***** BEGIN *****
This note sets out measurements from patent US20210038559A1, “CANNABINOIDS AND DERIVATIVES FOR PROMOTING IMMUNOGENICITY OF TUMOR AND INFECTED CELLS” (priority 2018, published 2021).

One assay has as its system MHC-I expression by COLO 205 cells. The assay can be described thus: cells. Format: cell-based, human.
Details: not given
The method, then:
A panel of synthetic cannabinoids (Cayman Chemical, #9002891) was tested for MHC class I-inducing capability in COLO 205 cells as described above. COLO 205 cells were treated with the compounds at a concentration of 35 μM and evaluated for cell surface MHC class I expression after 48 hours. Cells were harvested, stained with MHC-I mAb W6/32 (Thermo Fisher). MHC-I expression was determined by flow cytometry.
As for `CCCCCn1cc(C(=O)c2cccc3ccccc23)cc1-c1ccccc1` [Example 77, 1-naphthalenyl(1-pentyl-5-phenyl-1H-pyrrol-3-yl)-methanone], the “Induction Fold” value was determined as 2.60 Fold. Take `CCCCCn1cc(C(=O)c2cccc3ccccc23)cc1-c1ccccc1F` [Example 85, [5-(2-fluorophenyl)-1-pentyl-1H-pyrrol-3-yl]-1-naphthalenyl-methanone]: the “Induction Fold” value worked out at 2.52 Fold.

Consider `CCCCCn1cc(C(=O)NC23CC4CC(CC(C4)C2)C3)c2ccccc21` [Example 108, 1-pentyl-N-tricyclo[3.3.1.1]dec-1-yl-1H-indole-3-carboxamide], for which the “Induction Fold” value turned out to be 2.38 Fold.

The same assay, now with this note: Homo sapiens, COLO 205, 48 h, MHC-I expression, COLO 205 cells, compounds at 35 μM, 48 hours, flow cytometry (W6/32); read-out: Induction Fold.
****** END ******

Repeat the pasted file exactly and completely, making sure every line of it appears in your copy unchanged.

This note sets out measurements from patent US20210038559A1, “CANNABINOIDS AND DERIVATIVES FOR PROMOTING IMMUNOGENICITY OF TUMOR AND INFECTED CELLS” (priority 2018, published 2021).

One assay has as its system MHC-I expression by COLO 205 cells. The assay can be described thus: cells. Format: cell-based, human.
Details: not given
The method, then:
A panel of synthetic cannabinoids (Cayman Chemical, #9002891) was tested for MHC class I-inducing capability in COLO 205 cells as described above. COLO 205 cells were treated with the compounds at a concentration of 35 μM and evaluated for cell surface MHC class I expression after 48 hours. Cells were harvested, stained with MHC-I mAb W6/32 (Thermo Fisher). MHC-I expression was determined by flow cytometry.
As for `CCCCCn1cc(C(=O)c2cccc3ccccc23)cc1-c1ccccc1` [Example 77, 1-naphthalenyl(1-pentyl-5-phenyl-1H-pyrrol-3-yl)-methanone], the “Induction Fold” value was determined as 2.60 Fold. Take `CCCCCn1cc(C(=O)c2cccc3ccccc23)cc1-c1ccccc1F` [Example 85, [5-(2-fluorophenyl)-1-pentyl-1H-pyrrol-3-yl]-1-naphthalenyl-methanone]: the “Induction Fold” value worked out at 2.52 Fold.

Consider `CCCCCn1cc(C(=O)NC23CC4CC(CC(C4)C2)C3)c2ccccc21` [Example 108, 1-pentyl-N-tricyclo[3.3.1.1]dec-1-yl-1H-indole-3-carboxamide], for which the “Induction Fold” value turned out to be 2.38 Fold.

The same assay, now with this note: Homo sapiens, COLO 205, 48 h, MHC-I expression, COLO 205 cells, compounds at 35 μM, 48 hours, flow cytometry (W6/32); read-out: Induction Fold.